Tier 1 automotive suppliers turn to composite materials for anti-vibration systems

As a well-known tier one supplier in the automotive industry, Cooper Standard has 120 factories worldwide and employs more than 30,000 people. It is the world's largest supplier of automotive sealing systems.

In addition to the sealing system, the company also produces fuel and brake systems, fluid delivery systems and anti-vibration systems.

In terms of anti-vibration system product categories, the Cooper Standard is undergoing a major material transition from the use of mature traditional metals to the use of composite materials.

Cooper Standard's anti-vibration system involves anti-vibration body, strut and engine suspension, usually made of cast aluminum, stamped steel and rubber.

'These large and sturdy traditional parts have been manufactured for more than half a century.' Joe Emmi, vice president and global general manager of the anti-vibration systems business, said, 'Our company's mission is to innovate and deliver quality products. Thanks for the materials. Advances in science and design have enabled us to develop composite parts that are now able to pass all our tests.'

Joe Emmi cited three factors that prompted the company to switch to fiber reinforced plastics:

★ Consumers are increasingly demanding comfort, which means that both cars and trucks require lower vibration.

★ In order to achieve better fuel economy and ensure that the vehicle can accommodate more facilities, OEM requirements for weight reduction are very urgent.

★ If the performance standards are met, the design of new structural composite parts is gaining recognition from OEM customers.

Joe Emmi explained that compliance with standards is critical to these structural components. For example, there are two types of body suspensions that attach the body of a passenger car to a structural frame: one is made of traditional steel and rubber. The suspension made, the other is the hydraulic damping suspension.

The hydraulic suspension is formed by conducting fluid between the two chambers to create damping and improve the responsiveness of the vehicle. These suspensions are usually made of stamped steel or cast aluminum, but have now been replaced by composite materials.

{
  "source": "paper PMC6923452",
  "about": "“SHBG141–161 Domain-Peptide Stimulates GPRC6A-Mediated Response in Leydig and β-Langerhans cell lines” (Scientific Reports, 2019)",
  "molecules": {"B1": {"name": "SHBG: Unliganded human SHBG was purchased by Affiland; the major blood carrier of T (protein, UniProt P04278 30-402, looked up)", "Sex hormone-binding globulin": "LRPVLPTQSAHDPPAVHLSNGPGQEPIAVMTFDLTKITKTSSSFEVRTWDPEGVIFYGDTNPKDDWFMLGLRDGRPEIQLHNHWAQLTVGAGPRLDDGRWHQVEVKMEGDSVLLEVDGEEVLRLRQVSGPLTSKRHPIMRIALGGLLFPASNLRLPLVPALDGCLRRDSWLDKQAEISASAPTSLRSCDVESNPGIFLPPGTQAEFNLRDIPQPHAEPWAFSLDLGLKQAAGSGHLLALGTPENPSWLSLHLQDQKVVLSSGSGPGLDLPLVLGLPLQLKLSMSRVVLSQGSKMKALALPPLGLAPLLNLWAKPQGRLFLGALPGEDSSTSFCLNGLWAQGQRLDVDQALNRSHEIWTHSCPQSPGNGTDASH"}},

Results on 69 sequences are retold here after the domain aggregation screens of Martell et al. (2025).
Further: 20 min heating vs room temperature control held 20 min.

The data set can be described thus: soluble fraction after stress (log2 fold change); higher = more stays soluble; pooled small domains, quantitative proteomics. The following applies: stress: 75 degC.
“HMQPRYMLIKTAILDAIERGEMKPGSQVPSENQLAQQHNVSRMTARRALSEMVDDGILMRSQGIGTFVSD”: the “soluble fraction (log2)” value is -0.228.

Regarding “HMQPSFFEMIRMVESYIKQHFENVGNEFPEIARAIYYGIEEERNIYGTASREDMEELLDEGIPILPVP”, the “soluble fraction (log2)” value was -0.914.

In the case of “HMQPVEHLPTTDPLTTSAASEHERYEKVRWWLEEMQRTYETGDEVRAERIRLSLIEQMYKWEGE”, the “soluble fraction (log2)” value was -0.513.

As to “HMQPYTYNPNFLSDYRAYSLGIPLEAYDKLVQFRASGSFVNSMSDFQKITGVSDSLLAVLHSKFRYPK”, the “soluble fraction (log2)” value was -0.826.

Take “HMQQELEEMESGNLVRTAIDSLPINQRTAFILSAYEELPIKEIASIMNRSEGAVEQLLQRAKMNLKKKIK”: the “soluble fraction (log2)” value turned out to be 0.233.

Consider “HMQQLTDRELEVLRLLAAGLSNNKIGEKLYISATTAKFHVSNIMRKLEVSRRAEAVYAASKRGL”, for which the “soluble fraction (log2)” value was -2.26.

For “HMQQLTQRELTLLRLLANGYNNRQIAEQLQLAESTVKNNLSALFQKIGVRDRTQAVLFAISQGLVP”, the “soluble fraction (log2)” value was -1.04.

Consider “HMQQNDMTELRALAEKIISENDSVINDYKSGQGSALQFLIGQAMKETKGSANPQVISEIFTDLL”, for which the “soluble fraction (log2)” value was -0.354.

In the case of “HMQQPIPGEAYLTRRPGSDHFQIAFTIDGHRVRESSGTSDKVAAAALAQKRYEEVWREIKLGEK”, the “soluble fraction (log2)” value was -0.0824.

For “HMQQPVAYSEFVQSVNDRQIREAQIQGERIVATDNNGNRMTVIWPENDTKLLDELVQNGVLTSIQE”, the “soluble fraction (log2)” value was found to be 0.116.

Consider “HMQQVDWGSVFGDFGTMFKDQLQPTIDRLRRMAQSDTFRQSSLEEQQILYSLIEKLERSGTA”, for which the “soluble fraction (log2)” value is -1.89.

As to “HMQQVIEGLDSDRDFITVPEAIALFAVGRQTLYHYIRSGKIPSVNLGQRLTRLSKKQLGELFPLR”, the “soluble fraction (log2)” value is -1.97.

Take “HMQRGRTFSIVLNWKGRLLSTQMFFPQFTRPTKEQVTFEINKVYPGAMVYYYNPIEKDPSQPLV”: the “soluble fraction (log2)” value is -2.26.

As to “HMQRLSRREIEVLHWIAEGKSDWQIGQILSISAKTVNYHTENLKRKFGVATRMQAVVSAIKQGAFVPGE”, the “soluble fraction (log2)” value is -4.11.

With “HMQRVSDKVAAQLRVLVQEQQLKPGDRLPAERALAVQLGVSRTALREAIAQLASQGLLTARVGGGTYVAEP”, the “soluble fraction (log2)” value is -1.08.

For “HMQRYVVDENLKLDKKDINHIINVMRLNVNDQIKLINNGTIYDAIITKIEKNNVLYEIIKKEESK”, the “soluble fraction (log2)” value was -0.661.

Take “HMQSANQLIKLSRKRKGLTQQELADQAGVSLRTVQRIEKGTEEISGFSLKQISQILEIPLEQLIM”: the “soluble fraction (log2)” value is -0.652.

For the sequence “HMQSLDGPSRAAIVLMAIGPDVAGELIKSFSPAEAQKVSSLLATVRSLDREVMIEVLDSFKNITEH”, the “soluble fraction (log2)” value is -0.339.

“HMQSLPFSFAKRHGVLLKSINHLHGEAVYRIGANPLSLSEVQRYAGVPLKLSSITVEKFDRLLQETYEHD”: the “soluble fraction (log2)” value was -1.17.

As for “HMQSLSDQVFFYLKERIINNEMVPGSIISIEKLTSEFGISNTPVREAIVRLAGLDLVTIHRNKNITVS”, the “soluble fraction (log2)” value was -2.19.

'We have changed the hydraulic suspension that originally had a rubber sleeve inside the steel casing to a fiberglass reinforced nylon composite.' He pointed out that in addition to significant weight reduction, the composite casing also meets customer performance. Claim.

'These are key components that must ensure that the body is firmly fixed to the frame.' He added, 'Our customers have some concerns about the design of the composite, which is understandable, but we have proven its reliability.'

Supported by Cooper Standards' DynaFib Innovation Program, another composite development case was developed in collaboration with a university and a composites supplier to European OEMs.

Joe Emmi said: 'This strategic effort is to advance process and material and component design. ' The DynaFib Innovation Program seeks to expand the applicability of plastic stents by providing increased tensile strength while significantly reducing weight.

The team worked with Coriolis Composites of France to develop an automated production process to surround a continuous glass/thermoplastic fiber on two torque-isolated suspensions designed to handle engine torque. Peak load, then coated with polyamide to the ring and suspension.

Joe Emmi explains that this composite torsion beam suspension is designed for engine suspension systems, which reduces weight by 50% over conventional aluminum components and provides better tensile strength than metal solutions. .

'We are planning to apply this to a model in 2019. In our anti-vibration system business, we are replacing composites with metals to make parts that require high tensile strength, such as brackets, torsion arms and beams. Suspension. '